When I asked David Cutter, Marketing Manager at TORC Technologies–a member company of business accelerator VT KnowledgeWorks–what was new at TORC, I wrote here about him sending me a beautifully written but less-than-adventurous description of TORC’s ByWire XGV. I reminded him that TORC had let me sit in the magic car and I asked if he could please top that in some way related to me, my cat, or my love of shopping.
I thoroughly enjoyed meeting you (again) at the TORC offices, even if you didn’t remember our meeting earlier that morning at the NCTC Technology & Toast! I really thought I made a better impression…but that’s off topic.
I apologize if the original information on our ByWire XGV was not as exciting as your previous encounter with Odin, the fully autonomous Ford Escape Hybrid that placed 3rd in the 2007 DARPA Urban Challenge. Let me take a minute to put it in context, for you and for your cat.
First, these advanced technologies are a good ways from being ready for the consumer market. The recent CNET article about TORC was heavily blogged about, and many comments to the story were along the lines of “Will this thing drive me to work?”
Like I said, it’s not there yet, but if and when that day comes, one of the reasons will be because leading universities and unmanned systems developers mature the various technologies involved to the point where it is cost effective and makes economical and practical sense to adopt.
The ByWire XGV provides universities and developers with a highly functional, yet extremely flexible and customizable platform to work from. Instead of reinventing the wheel, spending time and money converting platforms (ground vehicles), worrying about integrating safety systems, power supply & distribution, and a host of over engineering techie stuff, the ByWire XGV packages many of these “details” and allows the R&D efforts to stay focused on the “next level” of autonomous challenges. It’s cost effective and decreases development time and risks involved in pursuing these advanced initiatives.
I know that was a lot to take in, but think of it like this…TORC considers itself a provider of building blocks of robotic technologies that enable unmanned and autonomous systems. If you wanted, you could:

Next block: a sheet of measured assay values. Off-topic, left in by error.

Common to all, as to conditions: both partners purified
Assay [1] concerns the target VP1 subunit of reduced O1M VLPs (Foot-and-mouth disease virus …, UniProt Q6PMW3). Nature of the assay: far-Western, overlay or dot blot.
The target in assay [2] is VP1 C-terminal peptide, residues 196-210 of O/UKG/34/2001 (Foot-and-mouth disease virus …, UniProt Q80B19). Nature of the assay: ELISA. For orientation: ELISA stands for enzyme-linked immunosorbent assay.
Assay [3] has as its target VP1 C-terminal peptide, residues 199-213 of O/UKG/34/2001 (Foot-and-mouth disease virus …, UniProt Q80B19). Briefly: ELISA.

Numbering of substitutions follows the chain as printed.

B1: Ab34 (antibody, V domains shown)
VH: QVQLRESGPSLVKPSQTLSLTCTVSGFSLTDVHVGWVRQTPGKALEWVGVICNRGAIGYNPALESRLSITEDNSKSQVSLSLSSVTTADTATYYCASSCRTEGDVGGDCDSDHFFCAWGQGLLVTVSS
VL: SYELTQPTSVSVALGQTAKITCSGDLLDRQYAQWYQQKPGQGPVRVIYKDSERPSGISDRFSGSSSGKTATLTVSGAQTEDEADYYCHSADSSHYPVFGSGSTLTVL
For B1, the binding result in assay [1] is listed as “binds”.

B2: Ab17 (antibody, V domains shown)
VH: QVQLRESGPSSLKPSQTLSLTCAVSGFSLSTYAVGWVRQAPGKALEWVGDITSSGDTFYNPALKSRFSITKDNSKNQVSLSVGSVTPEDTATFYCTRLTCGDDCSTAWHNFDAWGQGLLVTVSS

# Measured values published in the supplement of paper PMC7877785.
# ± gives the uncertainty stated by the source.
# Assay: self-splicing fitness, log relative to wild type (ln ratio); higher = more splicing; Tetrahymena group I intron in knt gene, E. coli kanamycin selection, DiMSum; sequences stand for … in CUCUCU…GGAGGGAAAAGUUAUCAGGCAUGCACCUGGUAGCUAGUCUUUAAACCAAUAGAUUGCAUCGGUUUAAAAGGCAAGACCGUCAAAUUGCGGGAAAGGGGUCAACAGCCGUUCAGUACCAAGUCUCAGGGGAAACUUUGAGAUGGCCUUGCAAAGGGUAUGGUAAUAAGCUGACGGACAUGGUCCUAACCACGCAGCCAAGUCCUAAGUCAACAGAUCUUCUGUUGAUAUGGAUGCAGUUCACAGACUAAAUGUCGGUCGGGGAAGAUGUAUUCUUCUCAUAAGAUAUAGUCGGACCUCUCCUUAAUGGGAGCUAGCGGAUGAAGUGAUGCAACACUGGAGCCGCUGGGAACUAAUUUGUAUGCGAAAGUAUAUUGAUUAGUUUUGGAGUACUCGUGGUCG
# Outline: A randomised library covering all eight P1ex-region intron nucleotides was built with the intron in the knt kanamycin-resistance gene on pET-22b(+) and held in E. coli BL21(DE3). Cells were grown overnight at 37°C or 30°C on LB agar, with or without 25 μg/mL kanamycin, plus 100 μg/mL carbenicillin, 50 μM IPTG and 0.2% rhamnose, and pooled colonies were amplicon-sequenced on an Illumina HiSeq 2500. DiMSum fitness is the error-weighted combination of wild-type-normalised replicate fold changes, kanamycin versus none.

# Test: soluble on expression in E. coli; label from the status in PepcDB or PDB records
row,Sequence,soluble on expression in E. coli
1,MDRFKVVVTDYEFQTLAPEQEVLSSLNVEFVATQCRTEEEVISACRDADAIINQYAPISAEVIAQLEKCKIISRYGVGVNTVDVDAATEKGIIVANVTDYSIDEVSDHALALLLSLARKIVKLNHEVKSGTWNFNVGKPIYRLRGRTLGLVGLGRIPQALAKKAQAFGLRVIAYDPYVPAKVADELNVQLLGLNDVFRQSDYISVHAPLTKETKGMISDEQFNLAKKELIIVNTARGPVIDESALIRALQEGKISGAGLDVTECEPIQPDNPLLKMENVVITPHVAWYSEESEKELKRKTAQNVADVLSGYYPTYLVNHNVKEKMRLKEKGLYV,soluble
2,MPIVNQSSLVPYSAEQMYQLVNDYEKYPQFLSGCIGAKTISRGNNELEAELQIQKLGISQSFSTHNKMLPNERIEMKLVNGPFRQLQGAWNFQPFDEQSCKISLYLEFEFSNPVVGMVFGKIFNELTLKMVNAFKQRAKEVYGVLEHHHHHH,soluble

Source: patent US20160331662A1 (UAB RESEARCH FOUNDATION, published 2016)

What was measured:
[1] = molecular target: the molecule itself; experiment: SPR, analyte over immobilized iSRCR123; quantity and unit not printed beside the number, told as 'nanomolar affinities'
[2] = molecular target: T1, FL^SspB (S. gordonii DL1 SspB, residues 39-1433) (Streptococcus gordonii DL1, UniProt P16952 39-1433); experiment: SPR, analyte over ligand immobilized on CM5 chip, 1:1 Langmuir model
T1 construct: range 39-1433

- Purchase your own vehicle.
- Convert it to be drive-by-wire (basically replace the mechanical control systems, like the pedals, with electronic control systems).
- Develop and integrate an emergency stop system – after all, if you are investing tens of thousands of dollars developing an unmanned vehicle, you definitely want to have stop control in case of an emergency, right?
- Develop and integrate an autonomous navigation system – think of the brains behind Odin that allowed it to drive autonomously for 60 miles in an urban traffic environment.
- Develop and integrate an operator control unit, so you can tell the autonomous system what to do.
This is just a top level view, eliminating technical jargon and the many details involved to accomplish each step.
Being the forward thinkers that we are at TORC, and given that we offer “building block” products that facilitate each phase of the above process, we wanted to package up some of this technology in a form that would allow others to leverage our years of expertise and pursue the higher level challenges in steps 4 & 5.
So, while we can’t take full credit, I would like to think TORC is playing a small role in getting us to the point where you could blog while driving on I-81, or maybe even have your cat drop you off at the mall. Does she need a booster seat?
Thank you for your consideration of my cat. She has a roomy travel carriage that would look very sophisticated in a ByWire XGV.
And thank you so much for your innovative reply. I can tell you’re from TORC.
If you would like to develop a ByWire XGV into an autonomous shopping car–or some other equally useful vehicle–feel free to contact: